St. Cloud Times from Saint Cloud, Minnesota on September 5, 1964 · Page 1
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St. Cloud Times from Saint Cloud, Minnesota · Page 1

Saint Cloud, Minnesota
Issue Date:
Saturday, September 5, 1964
Page 1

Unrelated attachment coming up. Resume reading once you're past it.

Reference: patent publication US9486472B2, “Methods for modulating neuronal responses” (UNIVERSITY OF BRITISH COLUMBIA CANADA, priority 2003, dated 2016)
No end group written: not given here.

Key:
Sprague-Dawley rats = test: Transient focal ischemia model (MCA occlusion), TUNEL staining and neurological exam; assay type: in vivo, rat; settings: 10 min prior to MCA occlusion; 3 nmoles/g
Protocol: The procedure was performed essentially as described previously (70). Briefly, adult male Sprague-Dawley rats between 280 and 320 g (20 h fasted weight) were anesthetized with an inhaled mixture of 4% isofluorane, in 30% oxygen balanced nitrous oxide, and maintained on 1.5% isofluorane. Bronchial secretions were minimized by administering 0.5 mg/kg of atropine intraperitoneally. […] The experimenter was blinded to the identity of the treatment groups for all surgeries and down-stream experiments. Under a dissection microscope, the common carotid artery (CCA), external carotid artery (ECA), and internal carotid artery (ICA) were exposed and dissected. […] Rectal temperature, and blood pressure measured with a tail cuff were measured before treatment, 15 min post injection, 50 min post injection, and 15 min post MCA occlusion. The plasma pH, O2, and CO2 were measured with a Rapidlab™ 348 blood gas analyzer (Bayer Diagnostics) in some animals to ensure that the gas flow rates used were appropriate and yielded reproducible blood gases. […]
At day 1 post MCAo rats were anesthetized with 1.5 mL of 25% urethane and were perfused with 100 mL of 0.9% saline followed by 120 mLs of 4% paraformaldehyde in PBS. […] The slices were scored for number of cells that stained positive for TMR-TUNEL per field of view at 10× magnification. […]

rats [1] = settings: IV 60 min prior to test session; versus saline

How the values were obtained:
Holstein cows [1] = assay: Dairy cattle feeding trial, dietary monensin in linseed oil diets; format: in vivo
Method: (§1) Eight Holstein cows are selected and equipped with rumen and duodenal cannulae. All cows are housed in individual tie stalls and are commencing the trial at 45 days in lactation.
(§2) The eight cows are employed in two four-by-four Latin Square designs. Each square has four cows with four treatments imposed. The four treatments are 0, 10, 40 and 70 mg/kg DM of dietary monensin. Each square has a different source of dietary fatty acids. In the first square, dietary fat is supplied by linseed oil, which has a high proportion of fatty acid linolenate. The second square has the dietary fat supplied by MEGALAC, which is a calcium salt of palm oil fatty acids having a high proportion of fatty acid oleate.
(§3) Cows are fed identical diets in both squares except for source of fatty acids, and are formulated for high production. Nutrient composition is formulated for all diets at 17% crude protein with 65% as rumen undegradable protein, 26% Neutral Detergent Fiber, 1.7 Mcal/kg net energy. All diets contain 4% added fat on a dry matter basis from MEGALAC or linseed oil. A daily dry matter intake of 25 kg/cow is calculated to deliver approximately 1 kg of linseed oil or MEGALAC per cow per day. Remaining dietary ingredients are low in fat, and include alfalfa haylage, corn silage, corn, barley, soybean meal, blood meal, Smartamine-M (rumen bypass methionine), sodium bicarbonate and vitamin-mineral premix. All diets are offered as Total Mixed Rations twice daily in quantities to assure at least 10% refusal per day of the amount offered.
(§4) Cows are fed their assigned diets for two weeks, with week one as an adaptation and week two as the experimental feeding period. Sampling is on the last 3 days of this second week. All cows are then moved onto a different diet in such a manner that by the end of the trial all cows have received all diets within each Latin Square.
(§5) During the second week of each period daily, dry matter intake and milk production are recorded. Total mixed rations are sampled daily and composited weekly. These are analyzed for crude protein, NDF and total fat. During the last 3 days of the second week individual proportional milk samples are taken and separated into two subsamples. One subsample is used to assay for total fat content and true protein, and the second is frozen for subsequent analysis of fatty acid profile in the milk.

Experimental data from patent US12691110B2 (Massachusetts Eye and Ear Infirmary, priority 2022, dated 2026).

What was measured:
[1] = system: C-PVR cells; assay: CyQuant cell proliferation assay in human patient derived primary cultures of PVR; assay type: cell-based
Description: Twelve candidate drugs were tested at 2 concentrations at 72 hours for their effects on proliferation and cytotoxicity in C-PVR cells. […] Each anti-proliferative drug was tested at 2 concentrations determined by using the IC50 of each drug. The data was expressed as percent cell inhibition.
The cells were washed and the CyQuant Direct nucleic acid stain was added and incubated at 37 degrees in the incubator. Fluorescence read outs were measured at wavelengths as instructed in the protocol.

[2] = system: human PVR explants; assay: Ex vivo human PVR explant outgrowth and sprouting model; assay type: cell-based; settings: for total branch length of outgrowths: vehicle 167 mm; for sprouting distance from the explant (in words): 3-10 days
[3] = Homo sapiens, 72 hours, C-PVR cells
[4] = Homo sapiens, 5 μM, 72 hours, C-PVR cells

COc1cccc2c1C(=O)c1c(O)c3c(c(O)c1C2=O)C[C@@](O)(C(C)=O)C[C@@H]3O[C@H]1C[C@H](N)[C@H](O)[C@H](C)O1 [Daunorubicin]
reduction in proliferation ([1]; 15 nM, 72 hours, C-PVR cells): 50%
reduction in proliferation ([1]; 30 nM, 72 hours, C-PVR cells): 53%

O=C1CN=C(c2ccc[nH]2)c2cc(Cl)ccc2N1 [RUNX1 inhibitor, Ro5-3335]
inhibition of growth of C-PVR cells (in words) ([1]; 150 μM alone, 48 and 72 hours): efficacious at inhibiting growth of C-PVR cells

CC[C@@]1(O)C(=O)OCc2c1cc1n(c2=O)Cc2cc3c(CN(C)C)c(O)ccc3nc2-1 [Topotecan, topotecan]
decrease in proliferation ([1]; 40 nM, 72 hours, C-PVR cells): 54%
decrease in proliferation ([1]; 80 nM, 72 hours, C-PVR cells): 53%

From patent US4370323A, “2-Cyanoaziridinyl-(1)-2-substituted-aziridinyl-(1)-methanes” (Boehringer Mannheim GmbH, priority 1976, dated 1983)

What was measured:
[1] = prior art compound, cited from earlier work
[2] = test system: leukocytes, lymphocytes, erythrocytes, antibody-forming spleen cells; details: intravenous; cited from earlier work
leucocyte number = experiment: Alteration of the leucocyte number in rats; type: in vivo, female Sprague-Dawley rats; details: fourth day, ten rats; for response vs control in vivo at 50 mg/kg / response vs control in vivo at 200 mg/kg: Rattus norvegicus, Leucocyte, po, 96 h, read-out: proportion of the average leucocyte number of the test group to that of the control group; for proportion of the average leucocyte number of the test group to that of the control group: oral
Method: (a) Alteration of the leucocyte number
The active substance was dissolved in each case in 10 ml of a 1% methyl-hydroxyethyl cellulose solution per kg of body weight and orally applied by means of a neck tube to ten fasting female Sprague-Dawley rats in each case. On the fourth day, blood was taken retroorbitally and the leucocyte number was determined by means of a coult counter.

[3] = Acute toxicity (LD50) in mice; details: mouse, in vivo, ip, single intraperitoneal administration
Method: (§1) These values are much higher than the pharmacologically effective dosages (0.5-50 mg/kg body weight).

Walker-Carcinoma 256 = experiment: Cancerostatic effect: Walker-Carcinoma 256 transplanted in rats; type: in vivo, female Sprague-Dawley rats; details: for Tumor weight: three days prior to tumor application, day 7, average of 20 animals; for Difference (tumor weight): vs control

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23 VEATHER Increasing cloudiness with scattered showers tonight and Sunday, Warmer tonight, cooler Sunday. Low tonight 50 to 55, high Sunday 65 to 70. Sun sets 7:48 p.m Rises 6:44 a.m. UPI TtUphotoi AP and UPt Wira Ntwi Service Central Minnesota Pictures See It First In The Times 104th Year No. 71 ST. CLOUD, MINNESOTA, SATURDAY, SEPTEMBER 5, 1964 12 Pages 7 Cents Delivtrcd 1e your nam 30c St. Joseph FeedMill Burning ST. JOSEPH, Minn. - A stubborn fire that erupted in the St. Joseph Feed Mill at 11 a.m. today was still smouldering heavily an hour and a half later as two departments fought the blaze and volunteers helped salvage feed. Mrs. William Chan c e, Times correspondent, said at noon truckloads of feed were being hauled away from the burning structure. Tons of feed were believed in storage there. She said William Rothfork, operator of the mill, said he "thought the fire had started from spontaneous combustion in a feed bin." He said a worker had thought he smelled smoke Friday. The. smouldering fire was centered in the feed concentrates and was sending up a smelly pall over the area. The fire was producing little smoke, however. Rothfork was quoted as saying the feed has to be removed or 'it could burn for a week." The volunteer department here was being helped by the St. John's university department. , - ya : vi.. v , jr i mmmmmmsmm ii U. 5. Hails Chile Red Rebuff WASHINGTON (AP) - U.S. officials greeted with relief and delight today the landslide ! victory of Sen. Eduardo Frei in Chile's presidential election. They had feared that a comparable win by Frei's chief i rival, Communist-backed Salvador Allende, could have led to a ; bigger setback to democracy and gam for communism in this hemisphere than the Red takeover of Cuba. Frei is leftist by U.S. stand ards. But he has avowed a pro-West pro-U.S. foreign policy and a domestic reform program that relies on democratic methods. Allende, an avowed Marxist, campaigned on an anti - U.S. pro-Castro Communist foreign policy. At home, he wanted to socialize the economy, including seizure of the big U.S. copper firms there. Frei's triumph apparently assures that Chile will continue to be a prominent member of the inter-American system and a supporter of the Alliance for Progress program of social and economic reforms with U.S. aid. The candidate supports both policies. The United States is assisting Chile at the rate of $150 million year. JOSEPH SIMS AND HIS WIFE BETTY ANN EMBRACE AFTER TRIAL Jury acquitted Sims of Negro educator's death. (UPI Tele photo) Humphrey, Miller Open Drives in Home States WASHINGTON (AP) - Dem-j ocratic nominee Hubert H. Humphrey and Republican candidate William E. Miller launch their campaigns for vice president before hometown audiences today. Humphrey heads for Minneso ta and homecomings in St. Paul and Minneapolis and an evening speech at his alma mater, the University of Minnesota. Miller, accompanied by GOP presidential nominee Barry Goldwater, speaks at the Ni agara County Farm and Home Center on the fairgrounds in Lockport, N.Y. Miller Calls Rival 'Radical' Goldwater formally launched his bid for the White House Thursday in Prescott, Ariz. The Arizona senator makes a 3,800-mile roundtrip today, flying to Lockport from his Phoenix home and then returning there after his speech. Only President Johnson has not formally started his cam paign. Johnson plans to speak Monday in Detroit's Cadillac Square the traditional start ing point for Democratic nom inees. . But White House news secre tary George Reedy said Friday that he was "not labelling this a campaign trip. He's going out to Detroit to make a Labor Day speech." Humphrey and Miller also have Labor Day appearances planned. Humphrey, following an ap pearance Sunday at Waverly, Minn., where he has a summer home, goes to Ohio for appear ances at Akron and Youngs- town. Miller plans to spend the day in Indiana. Goldwater, after taking Labor Day off, starts out Tuesday on a- busy week of barnstorming through California, Oregon, Washington, Idaho, Montana Minnesota and Illinois. DFL Rallies Today to Welcome Humphrey LOCKPORT, N.Y. (AP) -Rep. William E. Miller, formally opening his campaign for the vice presidency, charged today that Democratic vice-presidential nominee Hubert H. Hum phrey has a record that is "clearly one of the most radical in Congress." In his prepared text, Miller devoted much of his speech to an attack on Humphrey's connection with Americans for Democratic Action, which he termed "unquestionably the most influential organization in our nation's capitol attempting to subvert and transform our government into a foreign SO' cialistic totalitarianism." Humphrey was one Oi the founders of ADA, which backs what it considers liberal causes He served as its chairman in 1949-50 and has been a vice chairman since then. Presidential nominee Barry Goldwater headed the list of ReDublicans invited to this western New York city for the hometown kick off of Millers campaign. Goldwater was to make a 3,- fino-mile roundtrip flight from Phoenix, Ariz., to appear with Miller. He was to return to his home in Phoenix afterwards. Miller quoted President Johnson's statement that Humphrey is "the best man in America" to be vice president and added: "If Hubert Humphrey, with the program he advocates and supports is the 'best man,' then Lyndon Johnson is the 'worst.' " Miller said that during Hum phrey's 15 vears in the Senate, "he has voted the official ADA line nn 191 occasions and has bolted on only three occasions. He said the ADA advocates "diplomatic recognition of Red China," "the admission of Red China to the United Nations," "a total abandonment of the Panama Canal," "that we rec-"a total abandonment of the Panama Canal." "that we rec ognize the permanence and legitimacy of communism in East Germany," "that we reaamu Cuba to the Organization of American States and welcome (Cuban Premier Fidel) Castro into the Alliance for Progress" and "that we must repeal every single piece of internal security legislation" and "abolish the House Committee on Un-American Activities' MINNEAPOLIS, Minn. (AP) Sen. Hubert H. Humphrey returns to the city he once served as mayor to open his campaign tonight for the nation's second highest elective office. The Democratic vice presi dential nominee will speak at the University of Minnesota, where he was graduated in 1939 after 10 years of Depression interrupted studies. It will be the senator's first visit to his home state since last month's Democratic National Convention, where he became the first Minnesotan to win a place on a major national politi cal ticket. After flying from Washington to Minneapolis-St. Paul Interna tional Airport, Humphrey was to motorcade to St. Paul for a news conference Then he was to go to Minneapolis. Gov. Karl Rolvaag pro claimed the day "Hubert Hum phrey Day and headed the airport welcoming contingent. Democratic leaders, worried by distractions of the Minnesota 2 Whites Acquitted in Negro Death By KATHRYN JOHNSON DAN1ELSVILLE, Ga. (AP) - Two white men have been ac quitted in the night-rider slay ing of Washington, D.C., Negro educator Lemuel Penn. Howev er, they still face federal con spiracy charges under the new civil rights law. Joseph Howard Sims, 41, and Cecil William Myers, 25, heard the verdict Friday night after jury of white men deliberated slightly moie than three hours. A gasp and murmur arose from relatives and friends. Superior Court Judge Cary Skelton rapped for order. Relatives of the two men wept. Sims and Myers hugged their wives. They were surrounded by well-wishers. Sims and Myers, whom the FBI identified as Ku Klux Klansmen, still face federal charges of conspiring to injure, oppress, threaten and intimidate Penn and two companions. Penn was killed July 11 by a State Fair at St. Paul and the shotgun blast fired from a usual Labor Day weekend passing car. Penn, an Army exodus from the Twin Cities, Reserve lieutenant colonel, and placed newspaper advertise-1 two other Negro officers were SANTIAGO, Chib (AP) - Pro-Western Eduardo Frei, a moderate leftist, rode to a landslide victory Friday night in Chile's presidential election. His success set back a serious Communist threat to the copper- rich Latin American republic. Frei, 53, a reform-minded Christian Democrat, trounced Communist - backed Socialist Salvador Allende, who had pledged to nationalize nearly $2 billion worth of U.S property in Chile and restore diplomatic relations with Cuba. We have obtained a truly immense victory. I receive this mandate of the people with humility," Frei told cheering thousands. Revolution! Revolution!," enraged followers of Allende shouted. They charged that President Johnson and Pope Paul VI had contributed money to defeat Allende, a plump 56- year-old physician who has lost three times in a bid for the presidency. Allende's opponents said Moscow and Havana had smug gled money into the country for his campaign. Frei followers celebrated into the night, singing and dancing in the streets. Frei, a senator, will take the government reins Nov. 4 for a six-year term. He succeeds Jorge Alessandir, barred by the constitution for seeking re-election. Nearly complete unofficial returns: Frei 1,463,535 Allende 975,690 Julio Duran, candidate of the Centrist Radical party, was far behind with 128,350. A record of Chile's more than 2.5 million voters cast ballots in the bitterly contested election. - - Ki ft i&s I lUs A till) DR. ALLENDE SADLY CONCEDES DEFEAT Marxist lost Chile electHmUPI Telephoto) ments calculated to help fill the university auditorium. Sunday's schedule calls for Humphrey to attend services at the First Congregational Church, where he worshipped from student days through his years as Minneapolis mayor, 1945-49. Then he will head by motor cade for Waverly, a hamlet 40 miles west of Minneapolis where the Humphreys have a lakeside home. Nearly all the town's 570 people are expected to turn out for a parade headed by Hum phrey's 16-year-cld son, Doug las. The senator is due to fly, late Sunday, to Akron, Ohio, for campaigning on Monday. Hum phrey is to speak at Youngs-town, Ohio, Monday night, then return to Washington. en route home to Washington from reserve duty at Ft. Ben- rung, Ga. The state contended the kill ing was a senseless deed. Sims and Myers will remain in custody of the Madison County sheriff until they can be turned over to federal officers. Both are under bonds of $25,000. The maximum penalty on the federal charge in addition to the fine is a 10-year prison term. They must be indicted first, however, by a teneral grand jury which normally would not meet until early next year. Asked by newsmen how they could meet the bond, defense attorney James Hudson said, "These boys got a lot of friends and we do, too." Prosecuting attorney Clete See Page 2, No. 1 City Man Killed In German Crash WASHINGTON (AP) - Mai. Robert Q. Boese of St. Cloud, Minn., was killed Friday in the crash of a U10 airplane about three miles southwest of Bad Toelz, Germany. The Defense Department, an nouncing this, said Boese, 40, was a passenger and observer in the light, short-takeoff, gen- erai uuuty piane. jo iuruier De tails were immediately avail able here. Boese, born Aug. 16, 1924, entered the military service from St. Cloud. His next of kin is listed as Frank J. Boese Jr., a brother, of Duluth, Minn. Boese, a veteran of World War II and the Korean war, had volunteered for service in Viet Nam when he was killed. He had won the Silver Star, the French Croix de Guerre and the Purple Heart among other war decorations. Race Riots Kill 10 In Tense Singapore KUALA LUMPUR, Malaysia, (AP) New race rioting flared in Singapore today as Malaysia and Indonesia moved closer to open war. The rioting, blamed by some Malaysian officials on Indone sian agents, has left 10 dead. The king of Malaysia signed a decree today which proclaimed the entire country a national "security area." The decree permits local authorities to impose curfews and ban unlaw ful assembly and gives police sweeping powers. In Indonesia, President Su karoo, who has vowed to "crush" Malaysia, held another emergency meeting with his top advisers. The official Indonesian news agency Antara said he will make an important an nouncement soon about the "present critical situation." A special meeting of the U.N. Security Council will be held in New York next Wednesday to consider Malaysia's charges that Indonesia is committing aggression against the federa tion. Malaysia has accused Indonesia of backing recent smallscale invasion attempts. have been placed on a state of alert. In Singapore, just across the Malacca Straits from Indonesia, Malaysian officials battled against more rioting which some suspected was inspired by undercover agents from Indonesia. Meanwhile, there were unconfirmed reports that a fresh Indonesian air drop may have been made in the Labis area of Malaysia's Johore State. ' Villagers in "the area, 105 miles southeast of Kuala Lum pur, were reported to - have Indonesia's armed forces found parachutes in the region. ST. PAUL (AP) Minneso-are being chosen is Railroad tans vote Tuesday in one of the ' and Warehouse Commissioner-most lackluster primary elec- and neither candidate has pri-tions since the primary system mary opposition. was installed in 1912. And onlv a handful of county Secretary of State Joseph 'offices are at stake this year. Boese, a Cathedral High school graduate and former Nash-Finch employe here, was a brother of Mrs. H. J. St. Onge, 305 Fourth avenue south. State Primary May Hit 1944 Low Princeton Lineman Is Electrocuted MILES CITY, Mont. (UPI) - A Princeton, Minn, man was one of two men killed in an ac cidental electrocution while stringing telephone lines south of here Thursday. He was Laurence Borgwardt, 31, who died with 24-year-old Loren Stumpf of Kingfisher, A fellow worker said a telephone line might have been blown against a power line. Donovan predicts a vote total under 600,000. He believes the total may be the lowest since 1944, the first year the Democratic-Farmer-Labor party was on the ballot. The DFL got 102,480 votes in the primary that year and the Re publicans 232,783, for a total of 336,263 There are only a few real contests at the state and con gressional district level Legislative races, county of fice primaries and an occasional local bond issue may help bring out voters here and there. The taconite amendment which has stirred some interest does not go on the ballot until November. With most state officials now serving four-year terms, What voting there is will be watched as a test of the relative strength of the two parties. As a general rule, the party which dominates the primary also U.S. Red Dies MOSCOW (AP) - Elizabeth Gurley Flynn, chairman of the American Communist party, died here today after a brief illness, Tass announced. She was the third leader of a foreign Communist party to die this summer. Palmiro Togliat- ti, chief of Italian Reds, died in Yalta Aug. 21. Maurice Thorez, French party chieftain, died of a heart attack on a Soviet wins most offices in the general election. Topping the ballot are entries for U.S. Senate nominations. The DFL incumbent, Sen. Eu gene J. McCarthy, has two opponents, while the Republican aspirant, Wheelock Whitney, mayor of Wayzata, has none. McCarthy's challengers, both political unknowns, are Joseph wowak, retired Minneapolis gro cer, and R.H. Underdahl, head of a home furnishing and build ing products firm. Unopposed candidates for the Railroad and Warehouse Com mission are Ronald Anderson, DFL, who has served on the commission six years, and P. Kenneth Peterson, GOP, former mayor of Minneapolis. There are contests for nomin-See Pag 2 No. 2 cruise ship corossing the Black only i Sea toward Yalta six weeks be- state office for which nominees fore. COOL SET FOR LAST HOLIDAY, TIME CHANGE Clear, cool weather will usher out the last holiday weekend of the summer and the end of daylight saving time. U.S. Weather Bureau here repeated its forecast for cool readings with highs of 75 for Sunday and 65 Monday. The state switches to central standard time at 1 a.m. Tuesday, only hours after the end of the three-day holiday weekend. To make things come out right, clocks should be set back one hour before retiring Monday night. The change also occurs only hours before the start of balloting in the state primary Tuesday. Polls open at 7 p.m. central time and close at 8 p.m. 50 Feared Dead; Typhoon Roars Over Hong Kong HONG KONG (AP) -Typhoon Ruby scored a bullseye on Hong Kong today with 160 mile-an- hour winds. At least 15 persons nn.lnllA1 O C 11, tVl 1 C C ! IW Q 11 A pel jailCU, OO oic uuaoiug mm. tearea aeaa ana were nun. The weather bureau said it was the first typhoon in two decades to pass directly over Hong Kong. Twenty-seven persons were reported missing when the ship Dorar sank in Hong Kong har bor. Thirty members of the crew were rescued. Police and emergency service forces dug frantically at many collapsed homesites in hopes of rescuing the families buried inside. A police spokesman said the continuing heavy downpour prorably would cause more landslides and house collapses. Holiday Issue Early The St. Cloud Daily Times will publish Labor Day, Monday, Sept. 7, but holiday production schedules will be observed. The day's issue is expected to be available to carriers around noon. I CRASH SPLITS CAR Five teen-agers were killed near Alford, Mass., late Friday when this car flipped over, broke in half and then wrapped itself around this tree. The accident was one of the several that preceded the holiday weekend in which the traffic toll is already 84. UtflXalepbote) 2 Youths Held In Attempts to Derail Trains MINNEAPOLIS (AP) - Two suburban teen age youths were held by Hennepin County authorities today after one of them told of attempts to derail three trains in the past six days. No charges have been filed against the pair, one 18-year-old and the other 17. The 18-year-old told authorities he disliked railroads because his father was killed in a car-train crash. Both live in the Minnetonka area. Minnetonka village police and railroad detectives apprehended the youths after obtaining a car license number. Police said they admitted at taching a derailment device on Great Northern rails near Maple Plain Friday; placed flares on tracks near Hopkins, forcing a train to stop near where a passenger train derailed Aug. 31; piled 56 ties on a railroad track near Deephaven Thursday night and placed spikes between railroad tracks in Minnetonka Aug. 28. i The Great Northern Railroad reported its freight No. 83 struck a derailment device on its main track west of Maple Plain Friday, throwing the metal into a diesel unit fuel tank. The train of about 100 cars failed to derail anl there were no injuries. The Chicago & North Westerr Railway said vandals piled 56 ties on its track and smashed two switches neai Deephaven. The railway said a freight engi neer managed to stop his tram before it could hit the ties early Friday morning.